Exploring the relationship between written work and illustration through softwares like Flash and influences from comic books has also helped developers understand how text and images can work in harmony, thinking of the whole screen as a single visual composition. In videogames, text is often ungracefully placed upon the gameplay and it’s seen as something different, as an element of the user interface, while in comic books (in the best ones, at least) pictures, speech bubbles and sound words all cooperate. We can clearly see this influence in the carefully framed shots and text written directly on the walls of the 3D architecture in Vivid Foundry Corp’s upcoming Solace State: Emotional Cyberpunk Stories.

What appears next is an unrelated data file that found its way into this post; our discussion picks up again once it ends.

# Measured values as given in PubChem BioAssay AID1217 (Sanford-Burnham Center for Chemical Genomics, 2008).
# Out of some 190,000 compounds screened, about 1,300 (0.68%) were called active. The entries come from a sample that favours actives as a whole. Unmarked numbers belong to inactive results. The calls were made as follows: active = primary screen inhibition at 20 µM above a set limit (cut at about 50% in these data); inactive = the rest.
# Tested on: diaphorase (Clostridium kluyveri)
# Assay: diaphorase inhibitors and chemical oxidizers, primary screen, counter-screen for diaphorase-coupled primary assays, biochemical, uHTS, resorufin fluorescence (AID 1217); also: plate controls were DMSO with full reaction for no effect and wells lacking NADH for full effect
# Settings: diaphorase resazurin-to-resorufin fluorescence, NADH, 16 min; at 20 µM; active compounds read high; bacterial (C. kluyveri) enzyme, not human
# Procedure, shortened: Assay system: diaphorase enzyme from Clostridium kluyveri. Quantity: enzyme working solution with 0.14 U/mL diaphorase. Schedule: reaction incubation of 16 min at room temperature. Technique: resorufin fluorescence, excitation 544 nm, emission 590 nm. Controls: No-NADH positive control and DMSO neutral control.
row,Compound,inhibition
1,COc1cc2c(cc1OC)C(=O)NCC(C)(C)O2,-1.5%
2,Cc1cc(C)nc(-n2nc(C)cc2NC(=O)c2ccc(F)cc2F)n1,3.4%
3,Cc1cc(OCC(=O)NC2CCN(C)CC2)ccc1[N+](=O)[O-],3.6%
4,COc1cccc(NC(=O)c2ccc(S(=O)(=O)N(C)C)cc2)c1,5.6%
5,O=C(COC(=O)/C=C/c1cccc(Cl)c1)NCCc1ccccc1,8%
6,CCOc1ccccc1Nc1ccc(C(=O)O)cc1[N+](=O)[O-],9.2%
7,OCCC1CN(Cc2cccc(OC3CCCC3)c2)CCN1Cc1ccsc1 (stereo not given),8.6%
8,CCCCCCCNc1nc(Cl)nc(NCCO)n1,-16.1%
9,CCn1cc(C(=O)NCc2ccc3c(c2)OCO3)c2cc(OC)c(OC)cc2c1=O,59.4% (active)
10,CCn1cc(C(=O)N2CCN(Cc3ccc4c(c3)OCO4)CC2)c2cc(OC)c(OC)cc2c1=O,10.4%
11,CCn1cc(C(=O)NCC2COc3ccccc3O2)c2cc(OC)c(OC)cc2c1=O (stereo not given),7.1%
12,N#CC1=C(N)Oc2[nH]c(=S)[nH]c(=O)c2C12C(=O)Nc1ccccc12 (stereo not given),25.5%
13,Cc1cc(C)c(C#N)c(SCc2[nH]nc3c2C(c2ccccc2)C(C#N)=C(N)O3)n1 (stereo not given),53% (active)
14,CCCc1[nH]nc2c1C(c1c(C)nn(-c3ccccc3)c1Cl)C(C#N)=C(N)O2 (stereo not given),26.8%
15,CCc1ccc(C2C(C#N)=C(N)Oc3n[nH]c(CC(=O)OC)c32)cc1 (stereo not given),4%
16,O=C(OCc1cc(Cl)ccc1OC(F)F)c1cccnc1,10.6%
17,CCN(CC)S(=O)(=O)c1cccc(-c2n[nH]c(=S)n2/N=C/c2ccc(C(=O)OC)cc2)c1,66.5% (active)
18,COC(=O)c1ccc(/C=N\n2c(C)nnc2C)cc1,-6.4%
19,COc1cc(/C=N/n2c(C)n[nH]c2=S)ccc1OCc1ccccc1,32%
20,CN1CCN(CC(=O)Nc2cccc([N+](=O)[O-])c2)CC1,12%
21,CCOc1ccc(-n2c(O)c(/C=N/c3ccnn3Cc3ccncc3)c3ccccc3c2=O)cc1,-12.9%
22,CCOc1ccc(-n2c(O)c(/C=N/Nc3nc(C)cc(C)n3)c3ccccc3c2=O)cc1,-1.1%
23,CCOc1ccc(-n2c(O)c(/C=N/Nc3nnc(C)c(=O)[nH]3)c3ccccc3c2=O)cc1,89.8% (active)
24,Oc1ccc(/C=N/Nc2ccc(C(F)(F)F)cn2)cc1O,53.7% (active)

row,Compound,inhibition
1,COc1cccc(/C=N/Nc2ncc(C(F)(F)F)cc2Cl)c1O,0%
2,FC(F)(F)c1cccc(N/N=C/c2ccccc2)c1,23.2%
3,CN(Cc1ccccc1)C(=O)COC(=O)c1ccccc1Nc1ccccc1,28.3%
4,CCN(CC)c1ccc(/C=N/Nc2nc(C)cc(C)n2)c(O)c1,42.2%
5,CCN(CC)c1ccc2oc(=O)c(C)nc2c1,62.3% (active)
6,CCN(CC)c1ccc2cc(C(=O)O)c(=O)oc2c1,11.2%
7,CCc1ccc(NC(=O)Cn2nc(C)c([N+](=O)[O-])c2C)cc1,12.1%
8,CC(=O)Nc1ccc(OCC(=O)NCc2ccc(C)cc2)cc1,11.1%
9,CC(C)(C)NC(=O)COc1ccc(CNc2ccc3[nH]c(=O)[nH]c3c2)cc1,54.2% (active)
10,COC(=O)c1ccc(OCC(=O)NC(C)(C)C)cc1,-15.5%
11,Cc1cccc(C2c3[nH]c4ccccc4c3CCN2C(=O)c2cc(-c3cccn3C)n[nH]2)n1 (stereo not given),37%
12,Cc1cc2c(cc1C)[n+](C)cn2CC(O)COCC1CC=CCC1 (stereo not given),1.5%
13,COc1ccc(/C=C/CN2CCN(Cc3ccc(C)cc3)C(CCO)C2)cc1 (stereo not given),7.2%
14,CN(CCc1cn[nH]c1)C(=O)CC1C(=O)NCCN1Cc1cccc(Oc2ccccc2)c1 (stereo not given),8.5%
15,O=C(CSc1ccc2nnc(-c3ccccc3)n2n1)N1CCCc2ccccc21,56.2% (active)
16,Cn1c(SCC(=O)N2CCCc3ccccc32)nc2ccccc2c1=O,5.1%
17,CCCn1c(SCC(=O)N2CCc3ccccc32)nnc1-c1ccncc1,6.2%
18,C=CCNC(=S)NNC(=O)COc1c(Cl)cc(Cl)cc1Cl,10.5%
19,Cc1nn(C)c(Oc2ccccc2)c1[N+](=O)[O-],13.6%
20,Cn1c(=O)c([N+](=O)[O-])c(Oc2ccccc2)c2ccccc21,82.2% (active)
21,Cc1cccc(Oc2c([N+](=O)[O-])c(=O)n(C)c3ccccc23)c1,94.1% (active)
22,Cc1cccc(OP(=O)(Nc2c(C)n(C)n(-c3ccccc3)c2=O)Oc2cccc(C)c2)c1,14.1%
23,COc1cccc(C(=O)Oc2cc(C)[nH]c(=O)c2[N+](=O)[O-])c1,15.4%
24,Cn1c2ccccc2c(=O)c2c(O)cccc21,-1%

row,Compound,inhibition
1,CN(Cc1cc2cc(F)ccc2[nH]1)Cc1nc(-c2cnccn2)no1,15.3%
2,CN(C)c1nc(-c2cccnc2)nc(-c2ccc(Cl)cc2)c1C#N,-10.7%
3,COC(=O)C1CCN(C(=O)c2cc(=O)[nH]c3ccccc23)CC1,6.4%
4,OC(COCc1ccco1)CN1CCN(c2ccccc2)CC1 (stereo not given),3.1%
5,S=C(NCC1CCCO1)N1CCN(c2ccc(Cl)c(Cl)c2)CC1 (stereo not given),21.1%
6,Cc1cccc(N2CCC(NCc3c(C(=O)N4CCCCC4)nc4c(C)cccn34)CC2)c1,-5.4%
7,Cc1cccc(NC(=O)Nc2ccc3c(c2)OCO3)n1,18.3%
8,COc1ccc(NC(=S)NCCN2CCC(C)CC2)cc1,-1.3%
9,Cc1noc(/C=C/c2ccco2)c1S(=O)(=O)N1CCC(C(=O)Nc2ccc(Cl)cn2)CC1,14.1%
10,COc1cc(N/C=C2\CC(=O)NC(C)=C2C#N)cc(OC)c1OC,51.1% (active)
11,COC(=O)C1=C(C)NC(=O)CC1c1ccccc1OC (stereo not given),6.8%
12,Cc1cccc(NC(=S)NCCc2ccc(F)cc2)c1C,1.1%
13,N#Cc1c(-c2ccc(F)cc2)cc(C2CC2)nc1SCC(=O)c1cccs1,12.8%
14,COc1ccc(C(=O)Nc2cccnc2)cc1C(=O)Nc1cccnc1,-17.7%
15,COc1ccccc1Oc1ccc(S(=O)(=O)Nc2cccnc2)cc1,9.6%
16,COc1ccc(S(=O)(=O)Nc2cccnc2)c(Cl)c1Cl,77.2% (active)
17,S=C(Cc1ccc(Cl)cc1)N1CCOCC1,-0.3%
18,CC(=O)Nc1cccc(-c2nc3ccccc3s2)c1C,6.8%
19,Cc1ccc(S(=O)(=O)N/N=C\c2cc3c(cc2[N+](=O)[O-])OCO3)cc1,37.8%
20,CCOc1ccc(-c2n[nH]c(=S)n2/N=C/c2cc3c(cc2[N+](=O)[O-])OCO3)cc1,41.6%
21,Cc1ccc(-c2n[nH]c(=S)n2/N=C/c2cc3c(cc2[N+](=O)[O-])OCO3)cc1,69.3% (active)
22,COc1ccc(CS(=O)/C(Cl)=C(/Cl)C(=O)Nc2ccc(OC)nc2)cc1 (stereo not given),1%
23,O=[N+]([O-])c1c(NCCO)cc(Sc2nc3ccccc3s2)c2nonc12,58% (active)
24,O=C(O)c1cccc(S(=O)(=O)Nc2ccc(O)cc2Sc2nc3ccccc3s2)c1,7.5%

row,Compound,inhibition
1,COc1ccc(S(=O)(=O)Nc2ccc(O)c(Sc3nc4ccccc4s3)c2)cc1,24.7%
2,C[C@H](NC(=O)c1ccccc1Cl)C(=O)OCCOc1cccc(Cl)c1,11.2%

While Flash allowed comic authors—including Edmund McMillen, developer of Super Meat Boy and The Binding of Isaac—and fans to start making games, bringing their influences into the game industry, it also made it possible to add new playful elements to webcomics. Dr. Daniel Merlin Goodbrey was one of the authors using Flash to experiment with comics in an interactive environment, Goodbrey calls them “hypercomics,” comics based on the branching opportunities of the web and its hyperlinks. His late Flash works, however, like Icarus Needs and The Empty Kingdom, are actual (albeit simple) adventure games using a panel-based structure to manage characters’ movements and environmental storytelling.